What does it mean to be a father? What does the tragedy of miscarriage tell us about the unborn? And does this give us insight about abortion?
Estimated reading time: 7 minutes.
This question — am I a father? — is one whose answer matters a great deal to me, especially as Father’s Day draws near on the calendar. Of course, I already know the answer to the question; I’m not asking it because I have any doubt as to the fact that I am a father. Instead, I’m asking because I think that many people would try to have it both ways. If their philosophy was one which denied the personhood of the unborn, and they gave an answer consistent with that philosophy, then they would deny my fatherhood; but if they answered according to what they instinctively believe to be true, they would say I am a father.
Let me explain. On one hand, my wife is currently pregnant (about which we are both thrilled and nervous). There is a genetically unique child within her, and I am partially responsible (a little under 50 percent responsible, by gene count) for the genesis of that child. Therefore, unless one contests the premise that what is inside my wife is a child, I am a father, and can celebrate Father’s Day. If the four-odd month-old fetus inside my wife is not a child, then no change of import has happened to me; I am, at best, a potential father, a future father.
Perhaps it would change some people’s reactions if I told them that my wife is pregnant not with our first but our second child. Generally, people wish a happy Father’s Day to guys who already have a kid running around, because few people seriously doubt the status of a child who has been born. My situation is a bit different, though, because my wife and I lost our first child by miscarriage. And here the same question as above begins to arise: was what we lost a child? Should I have celebrated Father’s Day last year, since my child did not survive until a full-term birth? Or, in a twisted bit of logic, did I become a father only when my child was dead, since it was located in my wife’s womb beforehand but was outside afterward?
I want to drive home the emotional stakes of this problem because I believe that pro-choice people are usually better than their flawed philosophy. When my wife and I told people about the child we lost, not one person felt the need to inform us that we had not, in fact, lost a child but merely the potential for a child, or a “product of conception”, or anything like that. Even if they thought so (which some may have, since we have many pro-choice friends), they all would probably react with revulsion to the idea of telling a woman who just lost her child that there was no child to lose. Even if they didn’t believe that the child we lost was a creature deserving of full rights-bearing human status, they recognized that the loss we experienced was of a different nature than a mere loss of potential. They recognized that we were not primarily mourning the loss of future experiences with the child, or of our ability to carry that child or potentially other children to term, but rather the death of that child and our separation from it.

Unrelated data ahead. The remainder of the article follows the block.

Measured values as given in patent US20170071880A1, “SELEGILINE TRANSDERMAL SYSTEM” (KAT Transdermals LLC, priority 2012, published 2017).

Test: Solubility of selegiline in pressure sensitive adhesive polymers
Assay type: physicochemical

I am grateful for the empathetic response of our pro-choice friends; yet, I would challenge it. There are really only three options: 1) we lost a full-blown human child, with value and rights the same as any of us; 2) we did not lose anything of real (or realized) value, so our sadness was foolishness or discontent with our situation, or perhaps the result of an acceptable but disproportionate attachment to what we lost; 3) or we lost something that doesn’t quite merit full status, but is of sufficient value as a human being that its loss should be recognized and it should be accorded some rights. The first of these is the pro-life position, the second is the only consistent pro-choice position for those who deny the personhood of the unborn, and the third admits too much — for, once we begin making distinctions in the relative worth of individual human lives, there is no logical place to stop. Pro-choice people using bodily rights arguments could affirm either the first or third positions with consistency, since they can assume the unborn human is a person and still make their case for abortion rights.